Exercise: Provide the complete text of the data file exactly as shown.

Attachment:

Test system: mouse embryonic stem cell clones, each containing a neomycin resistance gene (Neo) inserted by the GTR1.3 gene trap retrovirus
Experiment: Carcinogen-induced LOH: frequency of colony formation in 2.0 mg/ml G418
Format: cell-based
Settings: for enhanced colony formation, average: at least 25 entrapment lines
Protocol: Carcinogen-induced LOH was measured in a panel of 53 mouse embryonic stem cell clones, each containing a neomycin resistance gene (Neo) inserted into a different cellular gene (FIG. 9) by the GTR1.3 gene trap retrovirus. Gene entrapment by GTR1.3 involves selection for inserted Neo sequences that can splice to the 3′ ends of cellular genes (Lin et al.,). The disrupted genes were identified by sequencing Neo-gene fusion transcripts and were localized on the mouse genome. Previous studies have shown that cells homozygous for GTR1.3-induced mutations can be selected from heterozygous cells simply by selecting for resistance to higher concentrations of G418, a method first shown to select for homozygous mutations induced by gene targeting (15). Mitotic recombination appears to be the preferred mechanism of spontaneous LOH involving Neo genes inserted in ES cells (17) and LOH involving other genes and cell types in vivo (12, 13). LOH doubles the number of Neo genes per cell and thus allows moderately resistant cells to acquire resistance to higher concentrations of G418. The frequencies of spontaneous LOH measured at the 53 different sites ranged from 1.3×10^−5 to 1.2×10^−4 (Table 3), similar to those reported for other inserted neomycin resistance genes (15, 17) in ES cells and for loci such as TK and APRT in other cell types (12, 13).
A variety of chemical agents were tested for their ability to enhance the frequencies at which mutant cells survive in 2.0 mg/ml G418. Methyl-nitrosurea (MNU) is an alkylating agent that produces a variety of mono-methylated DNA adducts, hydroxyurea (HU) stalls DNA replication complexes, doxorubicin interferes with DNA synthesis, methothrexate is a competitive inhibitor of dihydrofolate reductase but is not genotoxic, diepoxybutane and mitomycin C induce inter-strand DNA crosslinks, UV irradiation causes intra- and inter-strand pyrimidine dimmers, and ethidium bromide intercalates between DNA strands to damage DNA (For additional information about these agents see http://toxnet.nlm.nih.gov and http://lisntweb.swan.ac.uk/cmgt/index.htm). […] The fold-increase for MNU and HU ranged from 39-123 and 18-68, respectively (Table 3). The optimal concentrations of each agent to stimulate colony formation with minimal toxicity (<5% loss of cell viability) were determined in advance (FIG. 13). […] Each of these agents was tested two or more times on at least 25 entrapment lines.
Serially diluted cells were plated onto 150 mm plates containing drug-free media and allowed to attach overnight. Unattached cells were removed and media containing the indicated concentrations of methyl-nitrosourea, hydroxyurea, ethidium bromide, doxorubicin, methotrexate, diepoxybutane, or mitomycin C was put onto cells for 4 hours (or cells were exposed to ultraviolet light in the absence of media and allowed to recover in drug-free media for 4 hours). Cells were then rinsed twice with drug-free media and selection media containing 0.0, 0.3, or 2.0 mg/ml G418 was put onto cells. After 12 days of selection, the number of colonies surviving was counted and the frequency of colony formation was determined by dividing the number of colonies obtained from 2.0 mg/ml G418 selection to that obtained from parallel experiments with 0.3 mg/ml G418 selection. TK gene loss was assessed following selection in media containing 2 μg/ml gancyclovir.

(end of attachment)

Test system: mouse embryonic stem cell clones, each containing a neomycin resistance gene (Neo) inserted by the GTR1.3 gene trap retrovirus
Experiment: Carcinogen-induced LOH: frequency of colony formation in 2.0 mg/ml G418
Format: cell-based
Settings: for enhanced colony formation, average: at least 25 entrapment lines
Protocol: Carcinogen-induced LOH was measured in a panel of 53 mouse embryonic stem cell clones, each containing a neomycin resistance gene (Neo) inserted into a different cellular gene (FIG. 9) by the GTR1.3 gene trap retrovirus. Gene entrapment by GTR1.3 involves selection for inserted Neo sequences that can splice to the 3′ ends of cellular genes (Lin et al.,). The disrupted genes were identified by sequencing Neo-gene fusion transcripts and were localized on the mouse genome. Previous studies have shown that cells homozygous for GTR1.3-induced mutations can be selected from heterozygous cells simply by selecting for resistance to higher concentrations of G418, a method first shown to select for homozygous mutations induced by gene targeting (15). Mitotic recombination appears to be the preferred mechanism of spontaneous LOH involving Neo genes inserted in ES cells (17) and LOH involving other genes and cell types in vivo (12, 13). LOH doubles the number of Neo genes per cell and thus allows moderately resistant cells to acquire resistance to higher concentrations of G418. The frequencies of spontaneous LOH measured at the 53 different sites ranged from 1.3×10^−5 to 1.2×10^−4 (Table 3), similar to those reported for other inserted neomycin resistance genes (15, 17) in ES cells and for loci such as TK and APRT in other cell types (12, 13).
A variety of chemical agents were tested for their ability to enhance the frequencies at which mutant cells survive in 2.0 mg/ml G418. Methyl-nitrosurea (MNU) is an alkylating agent that produces a variety of mono-methylated DNA adducts, hydroxyurea (HU) stalls DNA replication complexes, doxorubicin interferes with DNA synthesis, methothrexate is a competitive inhibitor of dihydrofolate reductase but is not genotoxic, diepoxybutane and mitomycin C induce inter-strand DNA crosslinks, UV irradiation causes intra- and inter-strand pyrimidine dimmers, and ethidium bromide intercalates between DNA strands to damage DNA (For additional information about these agents see http://toxnet.nlm.nih.gov and http://lisntweb.swan.ac.uk/cmgt/index.htm). […] The fold-increase for MNU and HU ranged from 39-123 and 18-68, respectively (Table 3). The optimal concentrations of each agent to stimulate colony formation with minimal toxicity (<5% loss of cell viability) were determined in advance (FIG. 13). […] Each of these agents was tested two or more times on at least 25 entrapment lines.
Serially diluted cells were plated onto 150 mm plates containing drug-free media and allowed to attach overnight. Unattached cells were removed and media containing the indicated concentrations of methyl-nitrosourea, hydroxyurea, ethidium bromide, doxorubicin, methotrexate, diepoxybutane, or mitomycin C was put onto cells for 4 hours (or cells were exposed to ultraviolet light in the absence of media and allowed to recover in drug-free media for 4 hours). Cells were then rinsed twice with drug-free media and selection media containing 0.0, 0.3, or 2.0 mg/ml G418 was put onto cells. After 12 days of selection, the number of colonies surviving was counted and the frequency of colony formation was determined by dividing the number of colonies obtained from 2.0 mg/ml G418 selection to that obtained from parallel experiments with 0.3 mg/ml G418 selection. TK gene loss was assessed following selection in media containing 2 μg/ml gancyclovir.